Get-ChildItem $sourceEDL -Recurse | .{process{ if (!$_.PSIsContainer) {
    # read all text once
    $content = [System.IO.File]::ReadAllText($_.FullName) `
    -replace "$fromClip", "" `
    -replace "$metadata", "" `
    -replace "$clipTimecodes", '"<a title=`"IN $1$2:$3$4:$5$6.$7$8 - OUT $9$10:$11$12:$13$14.$15$16`" onclick=`"jwplayer().seek(",' `
    -replace "$sequenceTimecodes", '(New-TimeSpan -hours $1$2 -minutes $3$4 -seconds $5$6).TotalSeconds, "); return false`" href=`"#`"><img src=`"images/$1$2$3$4$5$6$7$8.jpg`"><h5>' `
    -replace "`r`n", "$seconds" | Set-Content $destination }}}

Run the new PS1 file “convert_timecode_to_seconds.ps1”, which will generate a html file: "chapter_navigation.html".

"<a title=`"IN 00:00:10.11 - OUT 00:00:12.13`" onclick=`"jwplayer().seek(", (New-TimeSpan -hours 00 -minutes 00 -seconds 00).TotalSeconds, "); return false`" href=`"#`"><img src=`"images/00000000.jpg`"><h5>Third Eye</h5></a>" -f 1 -replace "\( ", "(" -replace " \)", ")" | add-content chapter_navigation.html 
"<a title=`"IN 00:00:14.15 - OUT 00:00:16.17`" onclick=`"jwplayer().seek(", (New-TimeSpan -hours 00 -minutes 00 -seconds 42).TotalSeconds, "); return false`" href=`"#`"><img src=`"images/00004200.jpg`"><h5>Tech Watch</h5></a>" -f 1 -replace "\( ", "(" -replace " \)", ")" | add-content chapter_navigation.html 
"<a title=`"IN 00:00:18.19 - OUT 00:00:20.21`" onclick=`"jwplayer().seek(", (New-TimeSpan -hours 00 -minutes 01 -seconds 36).TotalSeconds, "); return false`" href=`"#`"><img src=`"images/00013600.jpg`"><h5>World Business</h5></a>" -f 1 -replace "\( ", "(" -replace " \)", ")" | add-content chapter_navigation.html 
"<a title=`"IN 00:00:22.23 - OUT 00:00:24.00`" onclick=`"jwplayer().seek(", (New-TimeSpan -hours 00 -minutes 02 -seconds 31).TotalSeconds, "); return false`" href=`"#`"><img src=`"images/00023100.jpg`"><h5>Business of Sport</h5></a>" -f 1 -replace "\( ", "(" -replace " \)", ")" | add-content chapter_navigation.html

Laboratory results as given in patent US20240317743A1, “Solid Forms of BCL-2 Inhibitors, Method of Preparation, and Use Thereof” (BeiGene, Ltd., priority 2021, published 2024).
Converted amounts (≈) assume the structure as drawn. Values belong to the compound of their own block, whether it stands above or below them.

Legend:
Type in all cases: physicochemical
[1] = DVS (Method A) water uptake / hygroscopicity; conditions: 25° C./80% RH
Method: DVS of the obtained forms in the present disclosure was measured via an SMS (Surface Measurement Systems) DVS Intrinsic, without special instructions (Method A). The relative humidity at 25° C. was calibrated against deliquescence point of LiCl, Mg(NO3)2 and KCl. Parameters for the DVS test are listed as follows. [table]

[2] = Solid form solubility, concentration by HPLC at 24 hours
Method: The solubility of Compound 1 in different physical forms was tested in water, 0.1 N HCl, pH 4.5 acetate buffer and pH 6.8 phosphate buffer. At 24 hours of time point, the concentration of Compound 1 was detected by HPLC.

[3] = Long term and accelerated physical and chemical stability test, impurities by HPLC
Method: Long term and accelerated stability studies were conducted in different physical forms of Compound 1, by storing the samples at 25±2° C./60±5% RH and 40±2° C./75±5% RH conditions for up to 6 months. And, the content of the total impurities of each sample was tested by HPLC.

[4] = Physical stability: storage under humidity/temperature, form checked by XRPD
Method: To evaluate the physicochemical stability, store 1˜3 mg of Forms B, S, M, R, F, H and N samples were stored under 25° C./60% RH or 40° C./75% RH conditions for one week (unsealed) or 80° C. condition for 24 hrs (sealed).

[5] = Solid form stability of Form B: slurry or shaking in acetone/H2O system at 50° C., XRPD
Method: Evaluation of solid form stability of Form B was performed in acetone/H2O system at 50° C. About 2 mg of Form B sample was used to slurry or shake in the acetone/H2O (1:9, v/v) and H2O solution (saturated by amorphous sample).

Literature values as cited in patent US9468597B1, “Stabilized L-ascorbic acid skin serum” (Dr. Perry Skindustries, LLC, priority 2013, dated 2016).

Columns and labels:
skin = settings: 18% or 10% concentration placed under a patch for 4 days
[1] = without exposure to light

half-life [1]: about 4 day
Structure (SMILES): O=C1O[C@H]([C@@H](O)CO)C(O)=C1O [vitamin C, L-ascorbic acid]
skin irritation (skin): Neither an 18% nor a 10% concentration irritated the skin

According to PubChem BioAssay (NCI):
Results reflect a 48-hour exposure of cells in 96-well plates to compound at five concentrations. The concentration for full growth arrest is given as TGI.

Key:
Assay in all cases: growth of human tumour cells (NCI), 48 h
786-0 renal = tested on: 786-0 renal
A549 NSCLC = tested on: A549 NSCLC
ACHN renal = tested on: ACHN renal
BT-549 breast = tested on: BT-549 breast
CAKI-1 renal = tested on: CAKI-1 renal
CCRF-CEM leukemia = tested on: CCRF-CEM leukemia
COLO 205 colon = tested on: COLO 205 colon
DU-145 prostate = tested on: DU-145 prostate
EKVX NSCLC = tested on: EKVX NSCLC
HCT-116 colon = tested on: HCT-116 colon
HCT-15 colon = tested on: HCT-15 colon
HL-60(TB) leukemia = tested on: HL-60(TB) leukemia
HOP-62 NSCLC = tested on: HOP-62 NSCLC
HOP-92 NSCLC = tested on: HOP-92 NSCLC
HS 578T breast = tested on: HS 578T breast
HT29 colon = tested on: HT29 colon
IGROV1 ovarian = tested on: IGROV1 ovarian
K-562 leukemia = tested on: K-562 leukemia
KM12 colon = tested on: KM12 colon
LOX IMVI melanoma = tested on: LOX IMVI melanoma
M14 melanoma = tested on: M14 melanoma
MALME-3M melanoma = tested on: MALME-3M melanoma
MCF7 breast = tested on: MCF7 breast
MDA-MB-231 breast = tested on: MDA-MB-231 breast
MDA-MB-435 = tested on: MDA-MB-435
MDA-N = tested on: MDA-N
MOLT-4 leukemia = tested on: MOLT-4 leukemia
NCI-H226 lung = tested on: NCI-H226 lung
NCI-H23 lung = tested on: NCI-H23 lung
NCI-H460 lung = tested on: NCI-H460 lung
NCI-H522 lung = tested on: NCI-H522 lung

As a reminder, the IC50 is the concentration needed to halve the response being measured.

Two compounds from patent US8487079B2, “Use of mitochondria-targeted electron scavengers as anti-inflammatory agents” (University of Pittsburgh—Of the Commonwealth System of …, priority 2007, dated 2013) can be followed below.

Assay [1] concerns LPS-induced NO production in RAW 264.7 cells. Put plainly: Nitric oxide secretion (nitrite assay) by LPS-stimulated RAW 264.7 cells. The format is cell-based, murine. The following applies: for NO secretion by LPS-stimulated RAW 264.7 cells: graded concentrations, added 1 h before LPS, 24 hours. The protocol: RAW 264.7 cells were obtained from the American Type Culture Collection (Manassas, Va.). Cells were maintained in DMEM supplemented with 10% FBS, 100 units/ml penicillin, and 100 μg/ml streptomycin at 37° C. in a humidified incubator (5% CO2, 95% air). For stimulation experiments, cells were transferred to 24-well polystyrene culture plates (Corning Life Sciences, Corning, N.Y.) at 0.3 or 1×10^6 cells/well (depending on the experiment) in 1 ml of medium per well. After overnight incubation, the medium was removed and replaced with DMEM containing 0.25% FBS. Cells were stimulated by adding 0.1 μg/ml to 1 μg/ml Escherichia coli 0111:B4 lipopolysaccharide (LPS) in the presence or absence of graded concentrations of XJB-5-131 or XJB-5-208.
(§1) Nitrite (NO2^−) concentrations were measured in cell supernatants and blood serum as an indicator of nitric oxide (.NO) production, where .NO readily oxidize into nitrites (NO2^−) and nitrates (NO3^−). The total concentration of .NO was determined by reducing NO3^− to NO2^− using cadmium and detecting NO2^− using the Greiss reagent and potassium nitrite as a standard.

Below you'll find an example of how you can use "chapter_navigation.html" to sync the thumbnails to the JW video player.


<script type="text/javascript" src="jwplayer/jwplayer.js"></script>
<div id="player">
<div id="container">Loading the player ...</div>
<script type="text/javascript"> jwplayer("container").setup({
        "flashplayer": "jwplayer/player.swf",
        "file": "videos/videofile.mp4",
        "height": "308",
        "width": "512",
        "autostart": "false",
        "controlbar.position": "bottom",
        });
</script>
</div>
<a title="IN 00:00:10.11 - OUT 00:00:12.13" onclick="jwplayer().seek(0); return false" href="#"><img src="images/00000000.jpg"><h5>Third Eye</h5></a>
<a title="IN 00:00:14.15 - OUT 00:00:16.17" onclick="jwplayer().seek(42); return false" href="#"><img src="images/00004200.jpg"><h5>Tech Watch</h5></a>
<a title="IN 00:00:18.19 - OUT 00:00:20.21" onclick="jwplayer().seek(96); return false" href="#"><img src="images/00013600.jpg"><h5>World Business</h5></a>
<a title="IN 00:00:22.23 - OUT 00:00:24.00" onclick="jwplayer().seek(151); return false" href="#"><img src="images/00023100.jpg"><h5>Business of Sport</h5></a>

Demo